JR’s TED Talk “Use art to turn the world inside out” instantly struck a chord with Seattle-based flight attendant and photographer Josh Mojica. He loved JR’s massive black-and-white images, affixed to walls in public areas. But even more than the medium, he was drawn to the artist’s overall message — that portraiture can highlight our shared humanity. After having his portrait taken by INSIDE OUT’s photobooth truck in New York’s Times Square a few years ago, Mojica read about the Syrian refugee crisis and decided to take action. “I love the simplicity of the INSIDE OUT project and how affecting it can be,” he said. “I wanted to use those resources for refugees.” He flew to Thessaloniki, Greece, where he listened to refugees’ stories, took their portraits, and made them into posters for people to paste up.
Back in the US, Mojica felt surprised that people weren’t more engaged in helping with the refugee crisis. “When I returned home, hardly anyone was talking about it. I felt like the media was whitewashing the whole thing,” he says. He decided to take his INSIDE OUT project on the road, traveling to refugee camps throughout Greece and Serbia. He captured thousands of portraits of refugees for a series which he titled “The Struggle Is Real.” With his close-up images, he wants to obliterate the anonymity with which displaced people are often covered in news stories and present a more complete picture of who they are: “Just individuals fighting for a better life.” In the video below, JR explains why he appreciates Mojica and other photographers taking the INSIDE OUT concept and making it their own. “That’s the great thing,” JR says. “No one knows what will happen next.”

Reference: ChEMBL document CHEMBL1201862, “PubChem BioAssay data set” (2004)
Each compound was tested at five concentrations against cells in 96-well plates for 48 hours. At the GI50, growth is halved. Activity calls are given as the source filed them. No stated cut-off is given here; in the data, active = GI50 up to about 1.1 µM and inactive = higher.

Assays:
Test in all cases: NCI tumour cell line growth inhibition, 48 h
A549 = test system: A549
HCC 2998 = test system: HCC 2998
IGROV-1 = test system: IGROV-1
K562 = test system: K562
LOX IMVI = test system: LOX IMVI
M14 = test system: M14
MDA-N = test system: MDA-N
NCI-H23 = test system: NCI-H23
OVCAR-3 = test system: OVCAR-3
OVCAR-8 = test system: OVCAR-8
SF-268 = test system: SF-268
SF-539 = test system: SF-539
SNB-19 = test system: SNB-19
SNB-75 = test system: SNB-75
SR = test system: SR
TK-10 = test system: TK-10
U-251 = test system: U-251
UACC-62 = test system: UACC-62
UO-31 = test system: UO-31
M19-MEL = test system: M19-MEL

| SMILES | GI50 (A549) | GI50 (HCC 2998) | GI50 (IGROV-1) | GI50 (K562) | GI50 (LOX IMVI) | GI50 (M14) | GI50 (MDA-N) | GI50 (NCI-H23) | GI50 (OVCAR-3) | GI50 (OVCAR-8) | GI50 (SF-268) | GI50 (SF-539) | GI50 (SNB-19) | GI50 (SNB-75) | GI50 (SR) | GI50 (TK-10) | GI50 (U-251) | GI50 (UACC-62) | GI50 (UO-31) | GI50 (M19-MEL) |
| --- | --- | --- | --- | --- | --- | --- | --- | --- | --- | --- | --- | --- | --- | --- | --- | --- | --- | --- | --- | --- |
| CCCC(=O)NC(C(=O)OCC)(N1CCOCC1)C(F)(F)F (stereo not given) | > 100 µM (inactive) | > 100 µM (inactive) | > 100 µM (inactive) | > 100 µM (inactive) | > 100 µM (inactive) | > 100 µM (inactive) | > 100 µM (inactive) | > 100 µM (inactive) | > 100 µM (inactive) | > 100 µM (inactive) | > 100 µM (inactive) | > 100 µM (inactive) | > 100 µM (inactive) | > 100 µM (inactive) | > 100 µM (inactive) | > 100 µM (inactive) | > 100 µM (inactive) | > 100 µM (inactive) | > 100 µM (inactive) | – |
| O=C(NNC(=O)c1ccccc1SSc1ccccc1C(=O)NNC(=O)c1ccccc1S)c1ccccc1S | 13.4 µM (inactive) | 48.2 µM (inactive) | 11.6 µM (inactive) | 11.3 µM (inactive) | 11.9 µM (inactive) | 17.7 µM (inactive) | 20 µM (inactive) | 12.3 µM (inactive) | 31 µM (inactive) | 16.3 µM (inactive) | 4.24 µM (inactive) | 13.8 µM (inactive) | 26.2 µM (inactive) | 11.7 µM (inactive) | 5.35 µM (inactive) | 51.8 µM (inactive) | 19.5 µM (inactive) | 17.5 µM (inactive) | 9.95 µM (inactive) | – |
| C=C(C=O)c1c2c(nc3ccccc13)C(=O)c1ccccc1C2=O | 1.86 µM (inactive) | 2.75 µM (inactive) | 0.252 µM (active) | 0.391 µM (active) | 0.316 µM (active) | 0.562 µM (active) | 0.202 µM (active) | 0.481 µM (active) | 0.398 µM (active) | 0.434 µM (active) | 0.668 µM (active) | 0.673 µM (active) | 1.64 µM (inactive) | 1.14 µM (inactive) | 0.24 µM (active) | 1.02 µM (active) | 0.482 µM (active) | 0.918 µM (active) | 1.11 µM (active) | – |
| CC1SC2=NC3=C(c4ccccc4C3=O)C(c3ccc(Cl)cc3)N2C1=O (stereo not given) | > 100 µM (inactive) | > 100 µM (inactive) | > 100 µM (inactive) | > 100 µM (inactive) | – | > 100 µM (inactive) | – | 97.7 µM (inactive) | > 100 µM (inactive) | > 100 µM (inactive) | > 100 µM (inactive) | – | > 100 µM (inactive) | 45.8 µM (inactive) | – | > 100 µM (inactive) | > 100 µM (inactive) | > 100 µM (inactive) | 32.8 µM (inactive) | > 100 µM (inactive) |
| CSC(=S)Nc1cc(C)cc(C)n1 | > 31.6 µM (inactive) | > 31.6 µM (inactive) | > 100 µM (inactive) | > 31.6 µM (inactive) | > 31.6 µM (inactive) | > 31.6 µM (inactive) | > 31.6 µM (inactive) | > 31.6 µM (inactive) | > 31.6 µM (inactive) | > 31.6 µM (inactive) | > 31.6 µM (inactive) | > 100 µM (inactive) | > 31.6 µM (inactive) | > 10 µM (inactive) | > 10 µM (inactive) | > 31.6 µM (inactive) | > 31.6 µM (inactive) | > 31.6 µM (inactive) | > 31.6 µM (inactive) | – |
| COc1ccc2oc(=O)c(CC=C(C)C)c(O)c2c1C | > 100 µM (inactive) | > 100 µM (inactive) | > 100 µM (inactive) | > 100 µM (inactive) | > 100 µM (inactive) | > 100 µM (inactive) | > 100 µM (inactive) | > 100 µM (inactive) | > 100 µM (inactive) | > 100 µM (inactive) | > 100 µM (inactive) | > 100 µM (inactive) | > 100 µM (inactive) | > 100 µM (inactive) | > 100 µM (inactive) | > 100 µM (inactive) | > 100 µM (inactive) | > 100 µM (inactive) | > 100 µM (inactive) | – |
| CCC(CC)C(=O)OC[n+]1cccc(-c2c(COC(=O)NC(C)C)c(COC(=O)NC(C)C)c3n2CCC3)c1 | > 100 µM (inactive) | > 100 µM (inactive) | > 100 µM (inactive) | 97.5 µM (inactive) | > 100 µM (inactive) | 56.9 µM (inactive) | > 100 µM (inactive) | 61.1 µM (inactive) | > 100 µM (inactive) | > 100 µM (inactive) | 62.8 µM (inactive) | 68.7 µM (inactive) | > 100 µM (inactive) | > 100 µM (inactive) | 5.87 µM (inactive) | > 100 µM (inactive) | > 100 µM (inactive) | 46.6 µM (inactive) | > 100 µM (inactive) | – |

6. A UK teacher brings food into every aspect of his school
Timothy Baker has been head teacher of the Charlton Manor Primary School in London since 2004. He has always known he wanted to do more to make sure his students were eating healthy, but he wasn’t sure how. When he heard Jamie Oliver’s TED Talk, a blistering call for a Food Revolution in schools, he knew he had found a potential collaborator. Baker connected with Oliver, and the two met to discuss. The original idea was for Oliver to help improve the food served in the cafeteria.“He revolutionized our school dinners,” says Baker. “He got the cooks here cooking from scratch. It became something really central to the school, and I’ve been inspired to really carry it further.”
So Baker decided to redesign the entire curriculum at Charlton Manor so it’s not just about providing kids with a food education but about building their entire education around food. He started a large garden — including beehives tended by students, shown in photo above — where children learn to grow fruits and vegetables and built a teaching kitchen where chefs collaborate with teachers on lessons in math, science, history, religion and much more. Baker’s example shows that food can have positive effects that go far beyond good nutrition. In the video below, a student named Sean says, “I will pick onions, broccoli and carrots because they’re all healthy, they make you stronger — obviously — and they just make me happy.”